Rethinking Migration: Ian Goldin

September 14th, 2011

Photo credit: Robert Judges

Ian Goldin is the Director of the Oxford Martin School, University of Oxford, and professorial fellow at Balliol College, Oxford. He has served as vice president of the World Bank and advisor to President Nelson Mandela. His many books include Globalization for Development.

We live in a dynamic age of global integration, where the reconnection and mixture of the world’s people is challenging dominant norms and practices in many societies. Disintegration and integration are simultaneous and interwoven. Cultural codes adapt. New economies emerge. Innovation prospers. Social institutions struggle to adapt.

To many, the challenges associated with migration are characteristic of our age of postmodernism, multiculturalism, and aspiring cosmopolitanism. Some are nostalgic for an illusory past when people had more in common. Outsiders have always encountered opposition from their adoptive societies. Nevertheless, the direction of history points to the persistent expansion in the boundaries of community. Our cultural and political frontiers have gradually receded.

In the current period, “migration” is defined as cross-border movement, and it has come to be seen as something to be managed—a cost to be minimized rather than an opportunity to be embraced. My view is that it is a key driver of human and economic development and that our future will be strongly influenced by policies regarding migration. How governments craft and coordinate migration policy will determine

whether our collective future is defined by a more open and cosmopolitan global society or one that is unequal, partitioned, and less prosperous. Public debates about migration are limited by a lack of perspective of its historical role, contemporary impacts, and future prospects.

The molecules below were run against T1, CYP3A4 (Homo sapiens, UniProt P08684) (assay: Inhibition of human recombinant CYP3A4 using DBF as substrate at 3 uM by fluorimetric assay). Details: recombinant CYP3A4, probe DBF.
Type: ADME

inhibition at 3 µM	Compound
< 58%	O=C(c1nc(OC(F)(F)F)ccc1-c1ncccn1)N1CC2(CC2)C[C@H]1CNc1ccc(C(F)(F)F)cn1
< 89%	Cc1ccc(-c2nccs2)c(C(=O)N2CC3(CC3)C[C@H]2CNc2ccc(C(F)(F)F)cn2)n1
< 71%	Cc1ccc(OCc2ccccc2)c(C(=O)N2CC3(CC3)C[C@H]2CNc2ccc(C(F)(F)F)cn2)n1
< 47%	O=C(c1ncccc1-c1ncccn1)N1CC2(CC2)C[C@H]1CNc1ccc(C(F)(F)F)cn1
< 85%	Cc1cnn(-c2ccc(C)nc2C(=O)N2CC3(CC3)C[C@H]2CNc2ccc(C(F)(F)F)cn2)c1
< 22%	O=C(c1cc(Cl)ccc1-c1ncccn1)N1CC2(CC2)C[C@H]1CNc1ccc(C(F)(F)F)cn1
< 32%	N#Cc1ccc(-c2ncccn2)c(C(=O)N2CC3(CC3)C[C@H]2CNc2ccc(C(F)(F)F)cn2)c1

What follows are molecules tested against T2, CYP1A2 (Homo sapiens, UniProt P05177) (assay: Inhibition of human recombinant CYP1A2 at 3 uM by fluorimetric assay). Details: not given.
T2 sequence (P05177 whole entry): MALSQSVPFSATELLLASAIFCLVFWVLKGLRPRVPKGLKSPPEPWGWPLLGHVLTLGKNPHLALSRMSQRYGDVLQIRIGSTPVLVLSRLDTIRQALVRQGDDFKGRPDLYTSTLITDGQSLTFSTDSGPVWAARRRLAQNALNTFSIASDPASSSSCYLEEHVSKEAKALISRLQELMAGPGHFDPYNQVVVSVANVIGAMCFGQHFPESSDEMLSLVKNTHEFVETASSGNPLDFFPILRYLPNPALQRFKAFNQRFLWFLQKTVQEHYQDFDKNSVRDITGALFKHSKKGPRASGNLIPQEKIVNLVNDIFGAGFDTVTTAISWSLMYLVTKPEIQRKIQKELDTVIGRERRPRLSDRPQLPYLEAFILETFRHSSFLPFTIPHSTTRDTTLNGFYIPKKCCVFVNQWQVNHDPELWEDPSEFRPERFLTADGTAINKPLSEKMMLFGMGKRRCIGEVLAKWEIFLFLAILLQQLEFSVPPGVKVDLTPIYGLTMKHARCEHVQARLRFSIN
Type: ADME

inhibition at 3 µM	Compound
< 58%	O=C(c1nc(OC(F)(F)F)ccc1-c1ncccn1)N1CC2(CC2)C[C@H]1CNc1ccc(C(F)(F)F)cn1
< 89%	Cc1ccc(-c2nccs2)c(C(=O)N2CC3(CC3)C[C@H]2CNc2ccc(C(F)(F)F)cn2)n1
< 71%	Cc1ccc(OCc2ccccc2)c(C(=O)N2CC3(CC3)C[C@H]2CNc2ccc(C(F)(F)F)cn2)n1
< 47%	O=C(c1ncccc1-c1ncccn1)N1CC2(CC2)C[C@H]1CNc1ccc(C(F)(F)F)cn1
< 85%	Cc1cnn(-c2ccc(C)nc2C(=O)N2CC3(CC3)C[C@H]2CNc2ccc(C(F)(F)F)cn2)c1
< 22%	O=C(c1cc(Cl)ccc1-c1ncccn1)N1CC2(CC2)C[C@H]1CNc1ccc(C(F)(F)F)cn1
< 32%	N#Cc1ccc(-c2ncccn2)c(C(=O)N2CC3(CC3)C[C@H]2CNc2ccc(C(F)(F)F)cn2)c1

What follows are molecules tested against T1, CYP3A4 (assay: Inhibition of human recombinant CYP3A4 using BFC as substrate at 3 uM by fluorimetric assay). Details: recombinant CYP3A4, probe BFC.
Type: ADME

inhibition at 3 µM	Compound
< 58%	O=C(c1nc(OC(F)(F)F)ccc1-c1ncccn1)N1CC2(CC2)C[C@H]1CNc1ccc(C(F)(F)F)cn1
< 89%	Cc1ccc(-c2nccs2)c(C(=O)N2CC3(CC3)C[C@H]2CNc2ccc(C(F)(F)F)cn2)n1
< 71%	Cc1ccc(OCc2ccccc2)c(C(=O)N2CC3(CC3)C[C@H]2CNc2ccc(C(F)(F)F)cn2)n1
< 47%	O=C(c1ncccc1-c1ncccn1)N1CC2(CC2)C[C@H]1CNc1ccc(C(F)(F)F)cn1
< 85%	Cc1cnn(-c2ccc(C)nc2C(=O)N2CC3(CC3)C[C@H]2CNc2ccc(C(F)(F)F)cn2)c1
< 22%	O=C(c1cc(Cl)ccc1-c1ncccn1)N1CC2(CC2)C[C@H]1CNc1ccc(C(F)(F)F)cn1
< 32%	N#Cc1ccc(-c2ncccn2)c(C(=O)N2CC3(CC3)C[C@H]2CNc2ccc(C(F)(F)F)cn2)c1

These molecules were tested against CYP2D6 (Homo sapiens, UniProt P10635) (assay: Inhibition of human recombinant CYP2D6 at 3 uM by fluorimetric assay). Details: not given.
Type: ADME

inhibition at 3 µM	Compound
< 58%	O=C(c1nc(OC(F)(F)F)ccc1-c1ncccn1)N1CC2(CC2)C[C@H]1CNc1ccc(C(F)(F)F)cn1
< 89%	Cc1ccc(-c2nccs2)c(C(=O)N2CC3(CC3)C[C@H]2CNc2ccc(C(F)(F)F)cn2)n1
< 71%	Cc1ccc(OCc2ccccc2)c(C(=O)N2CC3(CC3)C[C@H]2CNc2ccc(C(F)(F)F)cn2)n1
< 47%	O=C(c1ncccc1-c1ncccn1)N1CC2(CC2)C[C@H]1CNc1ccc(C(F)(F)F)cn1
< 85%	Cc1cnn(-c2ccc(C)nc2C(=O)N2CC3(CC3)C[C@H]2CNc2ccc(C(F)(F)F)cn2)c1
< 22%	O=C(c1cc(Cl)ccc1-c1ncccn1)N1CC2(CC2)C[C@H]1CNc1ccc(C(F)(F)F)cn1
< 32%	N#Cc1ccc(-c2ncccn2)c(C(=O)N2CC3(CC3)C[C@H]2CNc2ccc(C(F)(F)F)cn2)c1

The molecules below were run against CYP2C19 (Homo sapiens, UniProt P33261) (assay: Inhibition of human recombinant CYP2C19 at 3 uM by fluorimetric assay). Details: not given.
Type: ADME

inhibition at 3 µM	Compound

Let’s shift discussion on international mobility away from narrow national-level immigration debates, toward a more global view of migration. The terms “immigration” and “immigrant” can obscure more than they reveal, because they imply that people move once, permanently—from outside the country to inside—when migration for the most part is temporary, repeated, or circular. This perspective also ignores the dynamism of human movement: countries that accept large numbers of migrants also typically send similarly large numbers across their borders. Migrants are uncommon people, and they often move several times in search of opportunity and safety. Viewing cross-border movement simply in terms of immigration limits a broader appreciation of how networks and economies function in an increasingly integrated world.

I question the received wisdom that an increase in the flow of international migrants is undesirable. The rapidly growing field of multidisciplinary scholarship on the dynamics, flows, and impacts of migration makes the case that current ad hoc regulations are poorly suited for a world economy that thrives on openness, diversity, innovation, and exchange.

Five Principles

We propose five key principles that should guide engagement with migrants and migration by governments and international organizations:

1. Extend transnational rights.

2. Promote social and economic advancement for migrants.

3. Widen the umbrella of legal migration.

4. Combat xenophobia and migrant abuse.

5. Improve data collection.

A global migration agenda need not be advanced only by official agencies. It should also include businesses, labor unions, diaspora groups, religious communities, and civil society groups. These objectives reiterate recommendations made elsewhere, and there is particular resonance with some of the proposals made by the Global Commission on International Migration (GCIM). Together, they touch on policy areas that require reform in the medium term if the ideal of freer movement will be achievable and sustainable in the long term.

Excerpted from EXCEPTIONAL PEOPLE by Ian Goldin, Geoffrey Cameron, and Meera Balarajan. Copyright © 2011 by Princeton University Press. Reprinted by permission.

Extra! Ian Goldin discusses the dangers of globalization and technological advances that are often dismissed in this TEDTalk below.

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